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Spoiled kids? Join the club, as parents confess
December 12, 2007 / 9:56 PM / 10 years ago

Spoiled kids? Join the club, as parents confess

NEW YORK (Reuters Life!) - Reckon your kids are spoiled? Join the club.

Virtually all parents think that American children today are spoiled -- and over half of them admit that they are largely to blame, according to a survey.

A poll conducted by family magazine Cookie and AOL Money & Finance found that 94 percent of parents felt American children as a whole are spoiled -- and most of these, 55 percent, think their own kids are contributing to the situation.

But although parents realize their children are spoiled, this has not curbed them from giving youngsters pocket money, some starting to hand out an allowance from the age of three.

The survey found that nearly one in five parents give their children a weekly cash allowance without any discernible responsibility attached, such as regular chores.

About 13 percent of children earn $15 a week or more although parents were split on what age to start giving an allowance.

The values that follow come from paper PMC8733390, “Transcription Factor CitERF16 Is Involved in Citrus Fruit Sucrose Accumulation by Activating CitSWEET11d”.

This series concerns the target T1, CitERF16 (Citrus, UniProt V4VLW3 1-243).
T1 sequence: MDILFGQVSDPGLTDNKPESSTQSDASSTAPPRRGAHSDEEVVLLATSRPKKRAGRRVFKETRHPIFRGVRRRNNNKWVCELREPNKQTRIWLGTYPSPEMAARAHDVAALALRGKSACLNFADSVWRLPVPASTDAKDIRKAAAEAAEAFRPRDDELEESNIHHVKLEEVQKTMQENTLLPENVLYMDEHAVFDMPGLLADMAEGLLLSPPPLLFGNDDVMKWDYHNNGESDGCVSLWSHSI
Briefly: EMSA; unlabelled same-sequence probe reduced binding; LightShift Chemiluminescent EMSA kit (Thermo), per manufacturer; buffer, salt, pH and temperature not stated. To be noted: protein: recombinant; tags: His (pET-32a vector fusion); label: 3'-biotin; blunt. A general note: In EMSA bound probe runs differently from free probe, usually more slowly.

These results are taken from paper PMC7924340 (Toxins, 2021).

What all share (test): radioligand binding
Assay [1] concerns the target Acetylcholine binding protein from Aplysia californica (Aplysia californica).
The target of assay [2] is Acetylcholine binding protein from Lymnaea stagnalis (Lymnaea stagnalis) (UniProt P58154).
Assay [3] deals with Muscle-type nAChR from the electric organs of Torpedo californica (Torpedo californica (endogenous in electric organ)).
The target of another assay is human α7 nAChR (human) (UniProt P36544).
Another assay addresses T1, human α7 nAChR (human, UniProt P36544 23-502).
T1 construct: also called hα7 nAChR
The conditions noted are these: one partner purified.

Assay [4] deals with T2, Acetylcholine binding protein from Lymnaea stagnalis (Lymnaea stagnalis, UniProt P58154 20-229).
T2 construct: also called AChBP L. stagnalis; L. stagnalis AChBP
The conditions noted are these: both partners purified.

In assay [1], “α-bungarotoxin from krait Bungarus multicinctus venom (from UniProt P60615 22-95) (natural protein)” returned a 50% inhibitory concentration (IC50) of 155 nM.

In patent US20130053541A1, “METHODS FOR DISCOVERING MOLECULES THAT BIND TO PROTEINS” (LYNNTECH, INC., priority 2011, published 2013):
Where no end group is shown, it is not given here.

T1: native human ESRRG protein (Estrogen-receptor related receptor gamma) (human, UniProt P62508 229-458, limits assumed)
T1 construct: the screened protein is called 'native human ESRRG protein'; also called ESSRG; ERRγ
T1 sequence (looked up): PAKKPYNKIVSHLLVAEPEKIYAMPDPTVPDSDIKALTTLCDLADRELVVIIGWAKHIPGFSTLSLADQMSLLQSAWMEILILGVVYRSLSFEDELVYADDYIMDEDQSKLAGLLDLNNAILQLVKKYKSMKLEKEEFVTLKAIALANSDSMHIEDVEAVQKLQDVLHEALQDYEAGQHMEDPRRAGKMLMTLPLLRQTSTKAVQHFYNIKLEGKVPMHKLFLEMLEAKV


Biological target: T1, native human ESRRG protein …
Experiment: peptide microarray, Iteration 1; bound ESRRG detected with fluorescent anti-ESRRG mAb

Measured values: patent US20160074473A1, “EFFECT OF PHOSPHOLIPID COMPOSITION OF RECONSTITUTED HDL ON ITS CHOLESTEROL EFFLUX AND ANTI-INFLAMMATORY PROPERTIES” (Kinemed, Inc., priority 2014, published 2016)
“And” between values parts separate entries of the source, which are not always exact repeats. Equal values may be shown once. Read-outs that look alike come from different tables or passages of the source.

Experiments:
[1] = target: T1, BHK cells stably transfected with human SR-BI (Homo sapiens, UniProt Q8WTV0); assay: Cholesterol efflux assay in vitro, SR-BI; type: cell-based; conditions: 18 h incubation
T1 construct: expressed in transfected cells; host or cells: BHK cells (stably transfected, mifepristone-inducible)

Just over four in 10, or 41 percent, gave it between the ages of six and eight, 28 percent between the ages of nine and 11, and 18 percent at age 12 or older.

But 13 percent started giving children a regular allowance between the ages of three and five.

As well as pocket money, nearly four out of every 10 respondents in the online survey of 1,500 people said they reward a huge accomplishment, like getting straight As at school, with money.

Only four percent insist that a portion of the child’s allowance go to charity.

“With parents having children later in life, there is more disposable income floating around,” Pilar Guzman, editor-in-chief of Cookie, said in a statement.

“It is our responsibility as parents to teach our children the value of a dollar, as well as the importance of giving to those less fortunate. Instilling these values in our homes and taking small steps around the holidays are the perfect ways to reinforce the importance of this message.”

Reporting by Belinda Goldsmith; Editing by Patricia Reaney

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